Several other names have been mentioned by legal experts as possibilities, including the country's current top law enforcement official, Attorney General Loretta Lynch, New Jersey Senator Cory Booker and several other appellate court judges.

    Analysts say what is unknown is how Obama views the already contentious fight over his unnamed choice.

    They are debating whether the president's main goal would be to win approval for the nominee, someone at least a few Republican lawmakers might vote for. Or perhaps, the analysts say, his choice might be to pick a nominee more attuned to his left-of-center political views, who likely would be defeated even as the loss might energize Democratic voters in the presidential election and Senate contests around the country in an effort to overturn Republican control of the legislative chamber and hand it to the Democrats.

     

     

     

     

     

     

     

     

    You May Like

    US Leaders Who Served in Vietnam War Look Back and Ahead

    In New York Times opinion piece, Secretary of State John Kerry, Senator John McCain and former Senator Bob Kerrey say as US strengthens relations with Vietnam, it is important to remember lessons learned from war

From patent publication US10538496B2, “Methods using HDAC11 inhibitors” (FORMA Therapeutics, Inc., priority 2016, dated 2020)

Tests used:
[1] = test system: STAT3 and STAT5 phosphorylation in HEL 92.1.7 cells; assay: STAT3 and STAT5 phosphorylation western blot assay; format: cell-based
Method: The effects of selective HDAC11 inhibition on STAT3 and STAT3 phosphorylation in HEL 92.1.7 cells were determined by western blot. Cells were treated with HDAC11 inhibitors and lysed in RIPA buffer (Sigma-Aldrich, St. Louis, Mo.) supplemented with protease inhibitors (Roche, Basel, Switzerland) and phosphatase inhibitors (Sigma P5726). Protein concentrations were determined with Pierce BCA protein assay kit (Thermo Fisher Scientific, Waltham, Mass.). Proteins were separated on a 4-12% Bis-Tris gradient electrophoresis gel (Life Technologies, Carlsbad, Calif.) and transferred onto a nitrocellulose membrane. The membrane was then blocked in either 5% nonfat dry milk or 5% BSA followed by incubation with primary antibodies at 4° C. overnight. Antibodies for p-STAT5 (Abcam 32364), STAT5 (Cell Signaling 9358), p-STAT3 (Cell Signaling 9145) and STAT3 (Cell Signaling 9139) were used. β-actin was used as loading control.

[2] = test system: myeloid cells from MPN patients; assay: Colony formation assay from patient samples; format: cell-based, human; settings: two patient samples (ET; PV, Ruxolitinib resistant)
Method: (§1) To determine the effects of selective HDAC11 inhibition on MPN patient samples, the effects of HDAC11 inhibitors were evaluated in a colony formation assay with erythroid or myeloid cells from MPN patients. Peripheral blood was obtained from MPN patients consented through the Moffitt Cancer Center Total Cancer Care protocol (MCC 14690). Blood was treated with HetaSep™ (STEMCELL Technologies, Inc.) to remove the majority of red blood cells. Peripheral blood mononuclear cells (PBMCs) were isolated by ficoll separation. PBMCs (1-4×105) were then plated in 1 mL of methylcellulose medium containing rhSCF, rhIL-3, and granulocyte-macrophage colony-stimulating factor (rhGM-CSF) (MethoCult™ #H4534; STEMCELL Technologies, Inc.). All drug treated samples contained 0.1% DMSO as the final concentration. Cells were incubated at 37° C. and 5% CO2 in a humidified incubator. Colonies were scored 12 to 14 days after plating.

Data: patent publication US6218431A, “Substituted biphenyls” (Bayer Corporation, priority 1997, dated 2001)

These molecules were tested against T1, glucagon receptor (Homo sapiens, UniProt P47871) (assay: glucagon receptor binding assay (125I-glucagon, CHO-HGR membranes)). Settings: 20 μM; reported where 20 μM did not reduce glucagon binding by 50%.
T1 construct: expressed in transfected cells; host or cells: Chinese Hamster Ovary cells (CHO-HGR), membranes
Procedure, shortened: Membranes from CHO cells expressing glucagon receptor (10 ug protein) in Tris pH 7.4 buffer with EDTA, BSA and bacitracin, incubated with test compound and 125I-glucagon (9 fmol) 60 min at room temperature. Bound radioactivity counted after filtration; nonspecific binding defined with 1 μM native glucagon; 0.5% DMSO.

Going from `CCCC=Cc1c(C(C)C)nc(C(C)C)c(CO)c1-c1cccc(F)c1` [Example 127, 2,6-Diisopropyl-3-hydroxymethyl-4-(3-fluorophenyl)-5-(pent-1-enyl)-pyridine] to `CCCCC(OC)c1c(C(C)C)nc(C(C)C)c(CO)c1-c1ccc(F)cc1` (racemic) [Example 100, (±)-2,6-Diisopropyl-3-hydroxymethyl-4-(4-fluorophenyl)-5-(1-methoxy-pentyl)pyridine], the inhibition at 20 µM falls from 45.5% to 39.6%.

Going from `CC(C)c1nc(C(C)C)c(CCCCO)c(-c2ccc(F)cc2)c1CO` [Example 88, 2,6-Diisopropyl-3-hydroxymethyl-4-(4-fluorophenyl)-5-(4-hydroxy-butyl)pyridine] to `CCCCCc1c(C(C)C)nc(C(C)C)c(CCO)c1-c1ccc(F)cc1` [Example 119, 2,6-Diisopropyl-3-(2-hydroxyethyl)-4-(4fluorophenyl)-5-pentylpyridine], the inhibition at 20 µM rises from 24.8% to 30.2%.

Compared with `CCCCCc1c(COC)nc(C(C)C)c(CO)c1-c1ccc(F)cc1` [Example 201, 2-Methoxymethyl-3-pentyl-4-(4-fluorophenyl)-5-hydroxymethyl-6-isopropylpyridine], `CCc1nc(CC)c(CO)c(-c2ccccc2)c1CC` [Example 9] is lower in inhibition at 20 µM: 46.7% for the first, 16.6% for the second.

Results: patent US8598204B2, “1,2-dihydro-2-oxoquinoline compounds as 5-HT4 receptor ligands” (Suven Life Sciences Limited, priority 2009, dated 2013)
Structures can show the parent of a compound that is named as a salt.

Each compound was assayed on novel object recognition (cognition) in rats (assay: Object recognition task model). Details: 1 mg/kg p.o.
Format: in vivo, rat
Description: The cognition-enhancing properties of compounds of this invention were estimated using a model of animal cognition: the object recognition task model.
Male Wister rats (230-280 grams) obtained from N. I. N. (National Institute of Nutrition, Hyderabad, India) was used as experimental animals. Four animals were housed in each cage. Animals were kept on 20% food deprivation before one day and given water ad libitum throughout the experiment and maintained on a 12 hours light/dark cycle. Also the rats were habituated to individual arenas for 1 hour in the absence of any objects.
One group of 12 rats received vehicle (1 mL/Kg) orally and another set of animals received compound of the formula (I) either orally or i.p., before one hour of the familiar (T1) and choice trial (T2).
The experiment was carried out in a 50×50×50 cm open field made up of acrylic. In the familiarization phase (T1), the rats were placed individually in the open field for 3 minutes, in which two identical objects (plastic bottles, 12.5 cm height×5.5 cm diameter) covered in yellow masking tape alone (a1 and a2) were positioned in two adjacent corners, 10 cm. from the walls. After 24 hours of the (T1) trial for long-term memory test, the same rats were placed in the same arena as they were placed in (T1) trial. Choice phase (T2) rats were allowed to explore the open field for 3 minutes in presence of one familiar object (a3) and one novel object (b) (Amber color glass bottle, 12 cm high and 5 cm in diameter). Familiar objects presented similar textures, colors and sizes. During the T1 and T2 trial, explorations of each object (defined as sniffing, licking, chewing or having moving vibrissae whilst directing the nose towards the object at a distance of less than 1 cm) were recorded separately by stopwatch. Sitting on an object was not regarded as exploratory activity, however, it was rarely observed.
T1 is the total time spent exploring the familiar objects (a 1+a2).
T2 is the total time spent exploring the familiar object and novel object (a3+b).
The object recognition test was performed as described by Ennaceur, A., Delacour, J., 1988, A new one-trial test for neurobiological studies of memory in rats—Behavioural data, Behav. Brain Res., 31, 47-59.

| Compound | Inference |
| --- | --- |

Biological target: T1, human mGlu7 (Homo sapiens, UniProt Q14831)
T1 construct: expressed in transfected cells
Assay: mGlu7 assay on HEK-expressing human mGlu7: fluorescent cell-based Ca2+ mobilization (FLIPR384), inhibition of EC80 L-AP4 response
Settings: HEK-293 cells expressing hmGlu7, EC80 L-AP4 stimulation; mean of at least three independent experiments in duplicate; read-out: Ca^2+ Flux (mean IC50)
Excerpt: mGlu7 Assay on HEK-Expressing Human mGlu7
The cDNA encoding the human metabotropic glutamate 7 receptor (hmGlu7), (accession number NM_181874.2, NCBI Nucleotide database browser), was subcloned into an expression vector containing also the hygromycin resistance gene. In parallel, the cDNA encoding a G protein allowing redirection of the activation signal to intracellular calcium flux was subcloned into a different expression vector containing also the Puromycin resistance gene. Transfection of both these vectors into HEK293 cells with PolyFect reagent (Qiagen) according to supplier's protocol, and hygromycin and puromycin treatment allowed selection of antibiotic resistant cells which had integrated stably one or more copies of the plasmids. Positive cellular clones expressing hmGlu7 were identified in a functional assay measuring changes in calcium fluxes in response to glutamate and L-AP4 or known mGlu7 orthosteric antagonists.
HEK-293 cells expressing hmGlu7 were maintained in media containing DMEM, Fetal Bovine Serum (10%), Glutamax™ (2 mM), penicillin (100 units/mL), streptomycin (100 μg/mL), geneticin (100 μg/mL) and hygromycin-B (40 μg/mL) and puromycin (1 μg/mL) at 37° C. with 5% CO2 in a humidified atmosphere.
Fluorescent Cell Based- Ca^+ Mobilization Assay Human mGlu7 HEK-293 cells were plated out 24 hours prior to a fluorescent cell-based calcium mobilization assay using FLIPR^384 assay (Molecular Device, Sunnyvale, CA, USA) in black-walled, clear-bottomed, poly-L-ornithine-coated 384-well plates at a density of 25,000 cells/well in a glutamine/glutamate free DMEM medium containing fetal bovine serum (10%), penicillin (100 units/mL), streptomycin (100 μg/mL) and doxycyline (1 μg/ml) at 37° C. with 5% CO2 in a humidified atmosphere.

Trans-Adriatic Pipeline to Boost European Energy Security

    $4.5 billion-pipeline will become operational in 2020 and will deliver gas from Azerbaijan’s Shah Deniz II field to southern Italy

    Video California Celebration Showcases Local Wines, Balloons

    Annual festival showcases the region's harvested agriculture, fine wines and offers opportunities to experience the gentle breeze in a hot air balloon flight

    Featured Videos

    Your JavaScript is turned off or you have an old version of Adobe's Flash Player. Get the latest Flash player.
    Vietnamese-American Youth Optimistic About Obama's Visit to Vietnami
    X
    Elizabeth Lee
    May 22, 2016 6:04 AM
    U.S. President Barack Obama's visit to Vietnam later this month comes at a time when Vietnam is seeking stronger ties with the United States. Many Vietnamese Americans, especially the younger generation, are optimistic Obama’s trip will help further reconciliation between the two former foes. Elizabeth Lee has more from the community called "Little Saigon" located south of Los Angeles.
    Video

    Video Vietnamese-American Youth Optimistic About Obama's Visit to Vietnam

    U.S. President Barack Obama's visit to Vietnam later this month comes at a time when Vietnam is seeking stronger ties with the United States. Many Vietnamese Americans, especially the younger generation, are optimistic Obama’s trip will help further reconciliation between the two former foes. Elizabeth Lee has more from the community called "Little Saigon" located south of Los Angeles.
    Video

    Video First-generation, Afghan-American Student Sets Sights on Basketball Glory

    Their parents are immigrants to the United States. They are kids who live between two worlds -- their parents' homeland and the U.S. For many of them, they feel most "American" at school. It can be tricky balancing both worlds. In this report, produced by Beth Mendelson, Arash Arabasadi tells us about one Afghan-American student who seems to be coping -- one shot at a time.
    Video